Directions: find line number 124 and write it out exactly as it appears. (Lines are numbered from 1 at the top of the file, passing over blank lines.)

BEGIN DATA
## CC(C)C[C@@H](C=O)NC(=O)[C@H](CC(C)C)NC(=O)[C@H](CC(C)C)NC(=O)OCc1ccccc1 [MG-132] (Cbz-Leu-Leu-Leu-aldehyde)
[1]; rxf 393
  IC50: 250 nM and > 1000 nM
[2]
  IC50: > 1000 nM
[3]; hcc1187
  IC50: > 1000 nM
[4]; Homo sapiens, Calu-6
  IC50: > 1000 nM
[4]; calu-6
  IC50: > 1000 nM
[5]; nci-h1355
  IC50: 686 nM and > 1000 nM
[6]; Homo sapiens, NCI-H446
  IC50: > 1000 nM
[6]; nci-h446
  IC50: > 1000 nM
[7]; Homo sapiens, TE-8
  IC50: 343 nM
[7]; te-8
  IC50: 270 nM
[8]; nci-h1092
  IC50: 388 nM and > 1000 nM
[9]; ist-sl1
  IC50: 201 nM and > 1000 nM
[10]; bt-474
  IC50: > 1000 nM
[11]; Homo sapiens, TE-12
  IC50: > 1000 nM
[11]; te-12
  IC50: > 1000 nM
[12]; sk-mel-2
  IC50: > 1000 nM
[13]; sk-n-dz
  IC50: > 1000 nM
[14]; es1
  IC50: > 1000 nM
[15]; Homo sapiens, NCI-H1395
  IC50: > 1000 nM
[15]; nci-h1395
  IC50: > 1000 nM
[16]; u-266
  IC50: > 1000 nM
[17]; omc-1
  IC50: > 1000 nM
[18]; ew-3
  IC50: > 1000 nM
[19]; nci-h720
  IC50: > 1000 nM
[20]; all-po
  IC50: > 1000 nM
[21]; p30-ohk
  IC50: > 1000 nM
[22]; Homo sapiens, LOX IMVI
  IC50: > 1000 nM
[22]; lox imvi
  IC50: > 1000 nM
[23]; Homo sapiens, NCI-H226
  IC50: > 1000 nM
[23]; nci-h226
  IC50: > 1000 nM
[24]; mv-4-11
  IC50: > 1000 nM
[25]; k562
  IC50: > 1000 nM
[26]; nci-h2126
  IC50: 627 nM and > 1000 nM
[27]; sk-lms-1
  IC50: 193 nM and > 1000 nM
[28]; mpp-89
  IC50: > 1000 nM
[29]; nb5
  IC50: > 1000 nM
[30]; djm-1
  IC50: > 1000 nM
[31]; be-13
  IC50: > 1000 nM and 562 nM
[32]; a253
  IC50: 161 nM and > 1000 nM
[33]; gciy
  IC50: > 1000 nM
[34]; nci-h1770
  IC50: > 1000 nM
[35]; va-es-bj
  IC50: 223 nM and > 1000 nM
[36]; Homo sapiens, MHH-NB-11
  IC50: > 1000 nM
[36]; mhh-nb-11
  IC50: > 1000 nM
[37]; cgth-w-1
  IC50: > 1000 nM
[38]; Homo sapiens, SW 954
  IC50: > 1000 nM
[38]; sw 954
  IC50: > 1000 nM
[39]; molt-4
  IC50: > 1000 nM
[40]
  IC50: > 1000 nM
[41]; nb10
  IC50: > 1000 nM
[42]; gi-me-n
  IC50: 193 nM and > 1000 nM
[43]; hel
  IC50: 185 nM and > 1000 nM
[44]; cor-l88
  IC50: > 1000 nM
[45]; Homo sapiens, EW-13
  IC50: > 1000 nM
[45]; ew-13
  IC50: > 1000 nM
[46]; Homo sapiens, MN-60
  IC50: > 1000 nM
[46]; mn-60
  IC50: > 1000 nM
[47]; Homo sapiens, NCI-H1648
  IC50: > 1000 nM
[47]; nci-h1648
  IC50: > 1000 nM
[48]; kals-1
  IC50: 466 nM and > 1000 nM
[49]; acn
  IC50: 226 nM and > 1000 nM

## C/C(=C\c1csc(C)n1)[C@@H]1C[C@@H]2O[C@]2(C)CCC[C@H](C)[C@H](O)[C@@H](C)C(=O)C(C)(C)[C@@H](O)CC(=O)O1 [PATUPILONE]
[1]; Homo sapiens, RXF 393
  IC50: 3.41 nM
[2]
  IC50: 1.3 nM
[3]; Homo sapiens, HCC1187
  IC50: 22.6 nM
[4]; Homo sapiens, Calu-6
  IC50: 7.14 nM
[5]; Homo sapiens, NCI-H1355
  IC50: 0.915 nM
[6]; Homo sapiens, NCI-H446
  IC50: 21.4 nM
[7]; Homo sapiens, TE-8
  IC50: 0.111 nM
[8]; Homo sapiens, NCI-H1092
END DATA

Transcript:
## C/C(=C\c1csc(C)n1)[C@@H]1C[C@@H]2O[C@]2(C)CCC[C@H](C)[C@H](O)[C@@H](C)C(=O)C(C)(C)[C@@H](O)CC(=O)O1 [PATUPILONE]